6 Aralık 2010 Pazartesi

on Agoraphobic Plant Collector

at the beginning of this project I had a bunch of picture taken at my mother's home, detailing all the objects with floral designs on them. She likes to adorn the house like an artificial, indoor garden; representations of nature, especially flowers are everywhere, they are on carpets, tablecloths, curtains, bric-a-bracs. and there are some potted living plants as well, that she looks after, and some fake flowers that I occasionally throw into bin, unbeknown to her. And on the other hand, she does not like the idea of cut flowers rotting in the vase. For her they are waste of money.

(I dont know where it does come from, but we have a tendency to go for fake, artificial things, that looks like something but not exactly the original thing, the real thing, a kind of looking for substitutes rather than the real one. Sometimes related with lack, going for substitutes. but the topic is not that at the moment, so I will try to go back on track)

The highly ornamental, floral twin Persian carpets in the house are the crystallisation of this preference.It is one of those eastern carpets, that represent paradise, the eternal spring. an oriental rug representing the Garden of Paradise in the middle of a house seems to support the associations of home with rest and peace.

For the piece “Agoraphobic Plant Collector”, I used a display cabinet in the college, and played with the ideas of curiosity cabinets, turning the “garden” in my family home into a subject of botanical study. Obviously there is a sharp contrast between a home garden in this sense, and scientific study of botanical study.
And I was trying to understand this tendency to adorn the house with representations of anonymous nature specimens through looking at this contrast, through a twisted lens or better put through an inappropriate language. trying to look at these two perspectives through one another.

I tried to identify the original flowers, their equivalance in real life, through some pencil drawings, first. I was trying to extract a realistic representations of these flowers on the carpet, as does botanical illustrations with real plants.

Botanical illustrations dissects the plant, represent it as realistically as possible, in a sense, maps the plant and the geography it is coming from. Those illustrations were once considered as reliable resources to prove the existence of species. The other forms of proof were the specimen itself, or ...I dont remember the third, I should check my notebook I was using when I visited British museum. Well, the point is, that botanical illustrations were reliable sources to depend on, to prove the existence of a specimen. They were that real.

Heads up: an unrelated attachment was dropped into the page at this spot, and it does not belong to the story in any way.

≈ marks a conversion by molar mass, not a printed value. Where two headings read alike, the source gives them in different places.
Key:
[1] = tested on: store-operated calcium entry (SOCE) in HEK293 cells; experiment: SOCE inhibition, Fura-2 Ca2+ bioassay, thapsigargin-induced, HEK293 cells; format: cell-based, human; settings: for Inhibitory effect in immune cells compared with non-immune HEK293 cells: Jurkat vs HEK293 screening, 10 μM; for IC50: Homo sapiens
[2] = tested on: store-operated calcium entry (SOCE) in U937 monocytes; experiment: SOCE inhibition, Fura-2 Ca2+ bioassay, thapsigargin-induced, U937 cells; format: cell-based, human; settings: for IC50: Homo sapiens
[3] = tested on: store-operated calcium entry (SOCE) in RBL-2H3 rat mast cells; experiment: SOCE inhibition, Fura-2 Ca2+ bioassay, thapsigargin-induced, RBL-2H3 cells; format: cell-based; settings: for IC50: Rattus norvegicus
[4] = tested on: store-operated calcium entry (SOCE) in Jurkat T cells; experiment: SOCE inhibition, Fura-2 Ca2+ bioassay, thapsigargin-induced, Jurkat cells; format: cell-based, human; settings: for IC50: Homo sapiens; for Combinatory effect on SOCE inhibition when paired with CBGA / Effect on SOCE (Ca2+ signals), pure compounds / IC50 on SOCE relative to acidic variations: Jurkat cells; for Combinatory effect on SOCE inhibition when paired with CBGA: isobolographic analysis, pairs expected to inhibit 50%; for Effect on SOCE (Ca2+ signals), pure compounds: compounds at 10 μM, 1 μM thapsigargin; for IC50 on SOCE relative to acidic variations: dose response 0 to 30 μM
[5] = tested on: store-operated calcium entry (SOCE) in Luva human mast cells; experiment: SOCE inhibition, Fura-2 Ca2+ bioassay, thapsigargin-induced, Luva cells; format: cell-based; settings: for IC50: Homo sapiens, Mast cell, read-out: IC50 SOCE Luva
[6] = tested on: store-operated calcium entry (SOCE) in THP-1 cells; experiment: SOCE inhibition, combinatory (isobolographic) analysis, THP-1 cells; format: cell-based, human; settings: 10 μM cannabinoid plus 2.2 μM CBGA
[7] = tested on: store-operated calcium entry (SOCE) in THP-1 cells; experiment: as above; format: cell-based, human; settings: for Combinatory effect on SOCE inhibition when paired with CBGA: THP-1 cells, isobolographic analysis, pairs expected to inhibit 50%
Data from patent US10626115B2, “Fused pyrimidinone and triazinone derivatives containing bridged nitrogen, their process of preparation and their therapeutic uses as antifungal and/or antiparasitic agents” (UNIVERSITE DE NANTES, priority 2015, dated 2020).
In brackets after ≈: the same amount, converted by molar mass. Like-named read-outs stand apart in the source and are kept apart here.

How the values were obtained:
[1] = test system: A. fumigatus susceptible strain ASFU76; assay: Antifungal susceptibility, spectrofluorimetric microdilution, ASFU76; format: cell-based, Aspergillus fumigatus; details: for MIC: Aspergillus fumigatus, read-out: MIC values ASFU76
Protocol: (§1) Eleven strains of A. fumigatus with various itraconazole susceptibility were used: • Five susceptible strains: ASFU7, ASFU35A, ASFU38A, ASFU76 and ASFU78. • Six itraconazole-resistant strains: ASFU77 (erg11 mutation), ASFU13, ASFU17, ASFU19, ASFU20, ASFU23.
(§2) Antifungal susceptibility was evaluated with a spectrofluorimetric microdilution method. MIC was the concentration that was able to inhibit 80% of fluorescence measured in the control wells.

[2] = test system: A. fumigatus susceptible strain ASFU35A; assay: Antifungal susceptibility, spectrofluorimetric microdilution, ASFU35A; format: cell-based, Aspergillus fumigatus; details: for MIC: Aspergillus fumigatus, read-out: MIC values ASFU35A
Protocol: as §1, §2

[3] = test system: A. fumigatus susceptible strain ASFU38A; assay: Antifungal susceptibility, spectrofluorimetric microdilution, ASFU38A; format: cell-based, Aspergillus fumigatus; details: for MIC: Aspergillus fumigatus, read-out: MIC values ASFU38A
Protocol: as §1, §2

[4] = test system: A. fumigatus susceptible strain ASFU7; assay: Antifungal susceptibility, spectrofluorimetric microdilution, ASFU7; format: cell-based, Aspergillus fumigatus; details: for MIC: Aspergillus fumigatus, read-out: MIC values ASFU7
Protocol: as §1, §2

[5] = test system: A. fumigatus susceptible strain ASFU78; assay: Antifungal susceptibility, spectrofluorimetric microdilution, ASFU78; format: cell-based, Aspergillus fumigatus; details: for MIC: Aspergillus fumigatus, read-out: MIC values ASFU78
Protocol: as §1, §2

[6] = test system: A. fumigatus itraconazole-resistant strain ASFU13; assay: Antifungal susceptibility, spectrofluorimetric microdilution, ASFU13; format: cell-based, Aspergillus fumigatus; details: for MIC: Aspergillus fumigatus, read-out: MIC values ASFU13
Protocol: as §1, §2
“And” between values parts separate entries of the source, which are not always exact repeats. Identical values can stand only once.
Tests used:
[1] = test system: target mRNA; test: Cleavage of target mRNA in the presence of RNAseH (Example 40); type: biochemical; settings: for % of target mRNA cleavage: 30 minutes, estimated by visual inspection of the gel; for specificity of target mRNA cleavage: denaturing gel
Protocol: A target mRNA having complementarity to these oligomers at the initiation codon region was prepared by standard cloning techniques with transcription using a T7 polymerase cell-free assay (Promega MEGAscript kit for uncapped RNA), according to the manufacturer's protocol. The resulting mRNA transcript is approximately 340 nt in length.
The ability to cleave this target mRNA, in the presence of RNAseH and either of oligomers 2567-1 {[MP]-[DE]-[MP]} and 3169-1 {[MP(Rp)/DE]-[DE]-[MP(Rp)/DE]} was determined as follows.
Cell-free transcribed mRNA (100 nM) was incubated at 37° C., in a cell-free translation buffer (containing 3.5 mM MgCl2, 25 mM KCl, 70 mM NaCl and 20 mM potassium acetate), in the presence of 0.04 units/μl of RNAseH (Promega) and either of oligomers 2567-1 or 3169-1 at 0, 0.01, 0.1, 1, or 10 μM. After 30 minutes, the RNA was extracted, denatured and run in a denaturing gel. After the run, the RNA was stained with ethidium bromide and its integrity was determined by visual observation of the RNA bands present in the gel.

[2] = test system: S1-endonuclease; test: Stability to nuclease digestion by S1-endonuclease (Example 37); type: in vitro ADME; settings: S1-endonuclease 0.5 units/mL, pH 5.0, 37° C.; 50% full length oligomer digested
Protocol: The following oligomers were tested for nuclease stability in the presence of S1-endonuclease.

Interestingly, botanical gardens, as places of encounter with the exotic species, as artificial homes for the flora of faraway lands were also associated with idea of Garden of Eden at its early stages.
Throughout the middle ages the Garden (of Eden) was believed, somehow, to have survived the Flood, and in the great age of geographical discoveries in the fifteenth century, navigators and explorers had hopes of finding it. When it turned out that neither East nor West Indies contained the Garden of Eden, men began to think, instead, in terms of bringing the scattered pieces of the creation together into a Botanic Garden, or new Garden of Eden" (Prest, 1981, p.9).
Beyond this more theological explanation, the practice of botanical gardens and botanical illustration is representative of the age of discoveries, of Enlightenment in the western civilisation. The transported species of flora from far away countries brought to European centres and kept in botanical gardens, under artificial living conditions suiting to the needs of the plants. In terms of the audience at the centre, it meant encountering with difference and a spectacle to enjoy those eccentric, exotic worlds and all within the very safe and tame boundaries of the home/land.

Another strand of my research for this project was to look at idea of garden and gardening, on the origins of gardening, domesticating a piece of nature, and why we developed such a habit. The earliest and most famous garden to date is The Hanging Garden's of Babylon, which was allegedly built to relieve homesickness of Amyitis, the wife of King Nebuchadnezzar.
"...Amyitis, daughter of the king Medes who seems to have had a passion for mountainous surroundings. Babylon's flat desert-like landscape made her pine for the mountains of Media where she was brought up. So the king decided to build an artificial, terraced hill lushly cultivated with trees and flowering plants."

For further investigation:

-The emphasis on the homesickness in the story...
-the potted plants at home, home as a greenhouse, hot house.
the routine chore of the plant grooming: watering, wipeing the leafs, picking rotten leaves, changing the soils once a year, and changing the location of the plants, depending whether they like their place, the position of the sun, the wind, the conditions.
-greenhouses, hot houses, pineries, orangeries were developed to grow exotic species (back at that time) and became more prevalent as the time passes.
-gardening as the act of controlling the uncontrollable as r. Parker puts it.

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